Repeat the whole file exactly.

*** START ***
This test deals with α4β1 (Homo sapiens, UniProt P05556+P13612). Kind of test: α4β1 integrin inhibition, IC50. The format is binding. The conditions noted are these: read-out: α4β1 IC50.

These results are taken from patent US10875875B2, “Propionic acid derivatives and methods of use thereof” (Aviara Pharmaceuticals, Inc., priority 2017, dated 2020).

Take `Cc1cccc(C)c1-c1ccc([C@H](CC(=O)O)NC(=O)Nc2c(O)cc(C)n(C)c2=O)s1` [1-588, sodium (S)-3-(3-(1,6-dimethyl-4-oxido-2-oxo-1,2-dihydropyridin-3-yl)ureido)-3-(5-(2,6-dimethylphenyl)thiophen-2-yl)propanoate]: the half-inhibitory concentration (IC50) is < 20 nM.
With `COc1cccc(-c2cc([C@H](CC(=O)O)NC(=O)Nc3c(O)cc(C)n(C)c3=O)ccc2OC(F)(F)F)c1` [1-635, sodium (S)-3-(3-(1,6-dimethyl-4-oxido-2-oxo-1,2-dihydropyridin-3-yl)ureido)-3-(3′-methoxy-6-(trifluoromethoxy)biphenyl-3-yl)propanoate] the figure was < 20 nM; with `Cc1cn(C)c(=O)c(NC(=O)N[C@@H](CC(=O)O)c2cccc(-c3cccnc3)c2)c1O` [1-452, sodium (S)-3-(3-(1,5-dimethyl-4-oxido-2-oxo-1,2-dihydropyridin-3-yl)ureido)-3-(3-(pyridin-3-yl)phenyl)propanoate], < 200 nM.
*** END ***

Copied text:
This test deals with α4β1 (Homo sapiens, UniProt P05556+P13612). Kind of test: α4β1 integrin inhibition, IC50. The format is binding. The conditions noted are these: read-out: α4β1 IC50.

These results are taken from patent US10875875B2, “Propionic acid derivatives and methods of use thereof” (Aviara Pharmaceuticals, Inc., priority 2017, dated 2020).

Take `Cc1cccc(C)c1-c1ccc([C@H](CC(=O)O)NC(=O)Nc2c(O)cc(C)n(C)c2=O)s1` [1-588, sodium (S)-3-(3-(1,6-dimethyl-4-oxido-2-oxo-1,2-dihydropyridin-3-yl)ureido)-3-(5-(2,6-dimethylphenyl)thiophen-2-yl)propanoate]: the half-inhibitory concentration (IC50) is < 20 nM.
With `COc1cccc(-c2cc([C@H](CC(=O)O)NC(=O)Nc3c(O)cc(C)n(C)c3=O)ccc2OC(F)(F)F)c1` [1-635, sodium (S)-3-(3-(1,6-dimethyl-4-oxido-2-oxo-1,2-dihydropyridin-3-yl)ureido)-3-(3′-methoxy-6-(trifluoromethoxy)biphenyl-3-yl)propanoate] the figure was < 20 nM; with `Cc1cn(C)c(=O)c(NC(=O)N[C@@H](CC(=O)O)c2cccc(-c3cccnc3)c2)c1O` [1-452, sodium (S)-3-(3-(1,5-dimethyl-4-oxido-2-oxo-1,2-dihydropyridin-3-yl)ureido)-3-(3-(pyridin-3-yl)phenyl)propanoate], < 200 nM.